Far-field excitation of single graphene plasmon cavities with ultracompressed mode volumes

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Science  12 Jun 2020:
Vol. 368, Issue 6496, pp. 1219-1223
DOI: 10.1126/science.abb1570

Light under compression

The ability to confine light to volumes much smaller than the wavelength produces high electromagnetic fields that can then be exploited in chemical and biological sensing and detection applications. Using silver nanocubes placed on a graphene surface, Epstein et al. developed a single, nanometer-scale acoustic graphene plasmon cavity device that can confine mid-infrared and terahertz radiation with mode volume confinement factors of 5 × 10–10. With the response being dependent on the size of the nanocube and electrically tunable, the results demonstrate a powerful platform with which to develop sensors in what has been a challenging wavelength regime where molecular fingerprints reside.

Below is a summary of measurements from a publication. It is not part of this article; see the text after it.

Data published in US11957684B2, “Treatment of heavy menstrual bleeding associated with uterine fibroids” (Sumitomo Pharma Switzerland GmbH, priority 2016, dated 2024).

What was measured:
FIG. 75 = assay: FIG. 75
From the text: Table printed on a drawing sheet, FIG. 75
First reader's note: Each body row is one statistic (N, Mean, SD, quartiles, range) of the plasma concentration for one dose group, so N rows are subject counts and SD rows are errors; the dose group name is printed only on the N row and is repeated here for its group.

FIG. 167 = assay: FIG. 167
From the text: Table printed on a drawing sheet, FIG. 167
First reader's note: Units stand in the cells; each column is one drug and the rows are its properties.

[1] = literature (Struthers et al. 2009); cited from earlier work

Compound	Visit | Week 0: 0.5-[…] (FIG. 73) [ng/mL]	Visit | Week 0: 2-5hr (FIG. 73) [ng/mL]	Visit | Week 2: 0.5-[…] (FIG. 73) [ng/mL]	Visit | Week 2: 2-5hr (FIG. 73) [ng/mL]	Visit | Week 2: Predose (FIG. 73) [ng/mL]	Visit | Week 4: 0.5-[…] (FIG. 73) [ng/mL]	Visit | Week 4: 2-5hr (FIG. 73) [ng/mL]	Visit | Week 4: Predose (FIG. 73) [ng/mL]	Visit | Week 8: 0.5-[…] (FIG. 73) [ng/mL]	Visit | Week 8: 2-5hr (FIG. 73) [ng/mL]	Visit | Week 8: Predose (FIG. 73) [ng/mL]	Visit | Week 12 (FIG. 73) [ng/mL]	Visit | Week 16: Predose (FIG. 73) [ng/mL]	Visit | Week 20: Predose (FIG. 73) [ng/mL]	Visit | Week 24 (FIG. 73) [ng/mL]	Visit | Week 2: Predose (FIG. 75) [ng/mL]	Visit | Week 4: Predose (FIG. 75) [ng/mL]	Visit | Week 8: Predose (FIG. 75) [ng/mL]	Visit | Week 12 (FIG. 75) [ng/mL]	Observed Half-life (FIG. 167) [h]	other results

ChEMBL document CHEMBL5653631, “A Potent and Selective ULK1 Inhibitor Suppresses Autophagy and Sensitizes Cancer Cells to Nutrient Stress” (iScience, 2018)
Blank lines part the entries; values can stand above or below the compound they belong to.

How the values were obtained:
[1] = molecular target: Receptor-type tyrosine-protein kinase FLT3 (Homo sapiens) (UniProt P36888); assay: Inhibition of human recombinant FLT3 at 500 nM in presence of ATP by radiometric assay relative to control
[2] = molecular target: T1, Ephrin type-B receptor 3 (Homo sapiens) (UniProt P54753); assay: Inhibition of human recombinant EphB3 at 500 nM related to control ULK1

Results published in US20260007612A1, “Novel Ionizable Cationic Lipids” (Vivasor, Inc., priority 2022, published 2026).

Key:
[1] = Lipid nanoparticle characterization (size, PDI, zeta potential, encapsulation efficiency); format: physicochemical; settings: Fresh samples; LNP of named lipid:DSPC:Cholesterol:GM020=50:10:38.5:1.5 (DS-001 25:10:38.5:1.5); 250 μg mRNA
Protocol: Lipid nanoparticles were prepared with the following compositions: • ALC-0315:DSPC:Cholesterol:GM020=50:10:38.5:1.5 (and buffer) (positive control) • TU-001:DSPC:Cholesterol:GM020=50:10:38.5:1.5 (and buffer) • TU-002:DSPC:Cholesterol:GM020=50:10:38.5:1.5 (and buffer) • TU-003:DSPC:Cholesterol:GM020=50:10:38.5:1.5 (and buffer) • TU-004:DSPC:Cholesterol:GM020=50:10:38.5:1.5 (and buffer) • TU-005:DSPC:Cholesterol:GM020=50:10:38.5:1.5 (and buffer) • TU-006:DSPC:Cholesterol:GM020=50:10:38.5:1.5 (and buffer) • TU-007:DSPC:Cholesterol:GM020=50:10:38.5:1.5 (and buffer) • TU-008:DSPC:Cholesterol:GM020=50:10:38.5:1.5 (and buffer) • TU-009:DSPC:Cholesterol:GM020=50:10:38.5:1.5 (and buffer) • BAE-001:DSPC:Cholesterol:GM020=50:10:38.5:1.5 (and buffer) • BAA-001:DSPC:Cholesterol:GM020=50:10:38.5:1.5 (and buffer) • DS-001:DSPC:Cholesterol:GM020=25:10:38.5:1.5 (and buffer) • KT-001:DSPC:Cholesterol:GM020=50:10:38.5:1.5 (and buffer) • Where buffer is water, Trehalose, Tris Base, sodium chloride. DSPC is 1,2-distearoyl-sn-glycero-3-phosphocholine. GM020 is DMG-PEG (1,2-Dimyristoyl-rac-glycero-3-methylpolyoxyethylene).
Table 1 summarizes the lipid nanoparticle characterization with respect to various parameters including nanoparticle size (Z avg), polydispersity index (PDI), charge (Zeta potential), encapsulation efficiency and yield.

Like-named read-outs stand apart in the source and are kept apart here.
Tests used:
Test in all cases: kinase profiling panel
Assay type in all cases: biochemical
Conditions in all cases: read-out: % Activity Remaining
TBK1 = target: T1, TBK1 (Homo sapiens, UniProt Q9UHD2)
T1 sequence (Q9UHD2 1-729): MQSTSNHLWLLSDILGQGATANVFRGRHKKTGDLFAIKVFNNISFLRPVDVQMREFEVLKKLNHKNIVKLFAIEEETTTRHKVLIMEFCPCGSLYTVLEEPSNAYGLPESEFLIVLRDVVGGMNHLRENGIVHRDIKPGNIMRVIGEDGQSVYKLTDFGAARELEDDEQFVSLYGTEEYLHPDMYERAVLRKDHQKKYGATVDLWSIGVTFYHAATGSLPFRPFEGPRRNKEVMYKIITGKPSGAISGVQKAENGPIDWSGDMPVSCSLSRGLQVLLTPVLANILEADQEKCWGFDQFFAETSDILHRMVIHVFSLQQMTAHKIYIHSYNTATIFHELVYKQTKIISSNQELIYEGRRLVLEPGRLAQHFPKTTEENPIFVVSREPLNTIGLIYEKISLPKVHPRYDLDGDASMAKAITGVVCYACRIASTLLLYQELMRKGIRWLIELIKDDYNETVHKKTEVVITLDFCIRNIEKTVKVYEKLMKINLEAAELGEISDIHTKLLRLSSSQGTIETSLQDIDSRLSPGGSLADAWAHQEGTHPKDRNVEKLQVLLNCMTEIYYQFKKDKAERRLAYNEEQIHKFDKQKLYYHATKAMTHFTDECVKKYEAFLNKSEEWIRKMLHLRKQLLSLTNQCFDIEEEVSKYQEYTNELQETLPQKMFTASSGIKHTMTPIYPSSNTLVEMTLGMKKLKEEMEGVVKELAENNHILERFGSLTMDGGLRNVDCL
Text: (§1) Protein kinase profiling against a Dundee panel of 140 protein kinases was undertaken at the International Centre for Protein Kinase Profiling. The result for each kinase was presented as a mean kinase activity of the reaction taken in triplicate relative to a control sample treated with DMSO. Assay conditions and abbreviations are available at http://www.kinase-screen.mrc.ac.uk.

Science, this issue p. 1219


Acoustic graphene plasmons are highly confined electromagnetic modes carrying large momentum and low loss in the mid-infrared and terahertz spectra. However, until now they have been restricted to micrometer-scale areas, reducing their confinement potential by several orders of magnitude. Using a graphene-based magnetic resonator, we realized single, nanometer-scale acoustic graphene plasmon cavities, reaching mode volume confinement factors of ~5 × 10–10. Such a cavity acts as a mid-infrared nanoantenna, which is efficiently excited from the far field and is electrically tunable over an extremely large broadband spectrum. Our approach provides a platform for studying ultrastrong-coupling phenomena, such as chemical manipulation via vibrational strong coupling, as well as a path to efficient detectors and sensors operating in this long-wavelength spectral range.

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